If you expect an action to produce a desirable result, then you are likely to proceed. And if you expect an unpleasant result, you are likely to halt.

Cautious people tend to exaggerate the odds of bad outcomes, which can lead them to avoid even healthy risks. In their habitual retreat to safety, these individuals may overlook the negative consequences of not taking risks and thereby cheat themselves out of life’s joys and accomplishments.

On the other hand, action-oriented people tend to be realistic optimists. They generally expect their efforts to succeed, after which they can envision and conquer the next hill, and the one after that.

Because they are accustomed to success, they expect it to continue. But this can lead them to underestimate the likelihood of a bad outcome to any behavior they may be contemplating. When you think you’re immune to getting caught, causing pain, or experiencing loss, you may tend to behave foolishly — to do things that end careers, traumatize others, and destroy legacies.

Wise Practices Lead to Wise Decisions

Again, these four propositions are always at play in every risk-based decision you can possibly face. You cannot escape the influence of desire, opportunity, power, and expectations. (Think of the acronym “DOPE” to help you remember.) The key to consistently wise risk-taking is to confront the four propositions consciously, and in a healthy manner that places humility and selflessness over pride and self-interest.


STEP 1: Invite God into the process from the very start.

Pray that he will give you the necessary insight to take an honest look at yourself and your situation as you navigate the four propositions. Ask him to help you see opportunities that might not readily come to mind, and to find wise counsel (e.g., spouse, godly friends, board members, additional resources, etc.) to support and challenge you in healthy ways.

STEP 2: Write down your thoughts pertaining to each of the four propositions of risk — desire, opportunity, power, and expectations.

Take your time with this. Think through your response to each proposition carefully.

STEP 3: Identify and invite one or more individuals to review what you’ve come up with — to walk through the four propositions with you.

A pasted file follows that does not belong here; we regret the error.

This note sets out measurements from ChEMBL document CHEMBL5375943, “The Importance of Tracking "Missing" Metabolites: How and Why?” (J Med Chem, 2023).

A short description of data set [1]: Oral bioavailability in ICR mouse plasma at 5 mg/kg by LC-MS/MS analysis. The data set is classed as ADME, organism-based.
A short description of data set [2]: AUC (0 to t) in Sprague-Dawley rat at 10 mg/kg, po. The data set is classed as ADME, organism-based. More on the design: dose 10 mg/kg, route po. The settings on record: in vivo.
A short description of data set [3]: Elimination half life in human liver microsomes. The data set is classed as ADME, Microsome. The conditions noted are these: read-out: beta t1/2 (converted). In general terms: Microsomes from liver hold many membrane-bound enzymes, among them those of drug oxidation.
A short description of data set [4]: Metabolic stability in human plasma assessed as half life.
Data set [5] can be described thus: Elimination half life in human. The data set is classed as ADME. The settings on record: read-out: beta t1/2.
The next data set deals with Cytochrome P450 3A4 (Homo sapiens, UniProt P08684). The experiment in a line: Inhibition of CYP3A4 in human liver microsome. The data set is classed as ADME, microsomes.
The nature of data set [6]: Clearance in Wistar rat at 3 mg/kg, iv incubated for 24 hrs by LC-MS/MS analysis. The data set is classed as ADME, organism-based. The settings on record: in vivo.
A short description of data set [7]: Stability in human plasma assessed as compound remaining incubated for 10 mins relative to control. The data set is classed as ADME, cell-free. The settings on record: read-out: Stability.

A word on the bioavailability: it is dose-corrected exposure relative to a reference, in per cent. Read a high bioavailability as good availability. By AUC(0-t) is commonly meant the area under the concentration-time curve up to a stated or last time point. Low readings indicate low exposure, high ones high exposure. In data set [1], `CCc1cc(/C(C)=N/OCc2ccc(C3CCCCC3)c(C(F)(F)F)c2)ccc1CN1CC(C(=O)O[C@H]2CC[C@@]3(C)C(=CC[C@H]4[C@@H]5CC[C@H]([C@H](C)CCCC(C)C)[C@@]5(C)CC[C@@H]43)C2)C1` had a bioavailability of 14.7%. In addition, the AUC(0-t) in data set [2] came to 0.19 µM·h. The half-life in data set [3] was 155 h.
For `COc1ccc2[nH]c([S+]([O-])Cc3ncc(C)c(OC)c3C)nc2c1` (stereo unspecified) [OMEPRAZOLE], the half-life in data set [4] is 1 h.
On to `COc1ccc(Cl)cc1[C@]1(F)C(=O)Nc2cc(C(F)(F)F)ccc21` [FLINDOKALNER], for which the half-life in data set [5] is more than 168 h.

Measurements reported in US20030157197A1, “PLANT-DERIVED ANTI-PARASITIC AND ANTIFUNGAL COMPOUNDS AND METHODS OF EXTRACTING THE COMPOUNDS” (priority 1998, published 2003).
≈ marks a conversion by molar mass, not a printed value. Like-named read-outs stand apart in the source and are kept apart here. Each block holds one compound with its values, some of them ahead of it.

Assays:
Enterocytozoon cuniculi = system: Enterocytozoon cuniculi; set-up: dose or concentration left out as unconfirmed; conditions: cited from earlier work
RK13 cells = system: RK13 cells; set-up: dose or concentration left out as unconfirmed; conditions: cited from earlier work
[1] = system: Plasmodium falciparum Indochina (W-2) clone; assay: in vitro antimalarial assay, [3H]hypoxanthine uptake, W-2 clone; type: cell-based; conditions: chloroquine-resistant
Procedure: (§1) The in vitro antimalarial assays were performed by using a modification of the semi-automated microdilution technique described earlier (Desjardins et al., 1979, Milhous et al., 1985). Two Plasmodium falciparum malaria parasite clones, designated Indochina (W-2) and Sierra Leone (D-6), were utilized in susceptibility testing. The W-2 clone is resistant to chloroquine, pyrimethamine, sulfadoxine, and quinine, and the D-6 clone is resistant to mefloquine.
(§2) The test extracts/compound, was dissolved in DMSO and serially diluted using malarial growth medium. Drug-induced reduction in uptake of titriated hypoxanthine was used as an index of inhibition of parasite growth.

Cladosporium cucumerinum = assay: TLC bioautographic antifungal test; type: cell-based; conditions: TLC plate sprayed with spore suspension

This is the step most people are prone to overlook or avoid, but it is a critical one. We all have blind spots — things about ourselves that may be apparent to others but are difficult to see in ourselves.

We can be blind to both strengths and weaknesses. Most foolish risks grow out of self-deception (the inability to see ourselves or our motives accurately) or self-indulgence (the pursuit of our desires, passions, and whims without proper restraint).

Don’t overestimate your tendency to “go it alone.” Actively seek wise counsel.

STEP 4: Before taking action, give your work a final review to guard against the destructive influences of self-interest and pride.


For areas in which you might be personally vulnerable to destructive risk, but not facing an immediate risk-based decision (i.e., you have potential to struggle with sexual temptation, anger control, greed, addiction, gambling, etc.), you should consider proactive steps to: curtail your exposure to opportunity (proposition #2), invite limits to your power (proposition #3), and dwell upon potential consequences of public exposure (proposition #4).

Applying this method can’t guarantee the correct decision in every situation, but it will allow you to advance with a more calculated decision about the risks you are facing, and experience personal growth in your leadership journey.

By carefully confronting the four propositions of risk, you can focus your goals, develop a realistic action plan, and lead with greater confidence.

This article is excerpted from What Was I Thinking? How to Make Better Decisions So You Can Live and Lead with Confidence.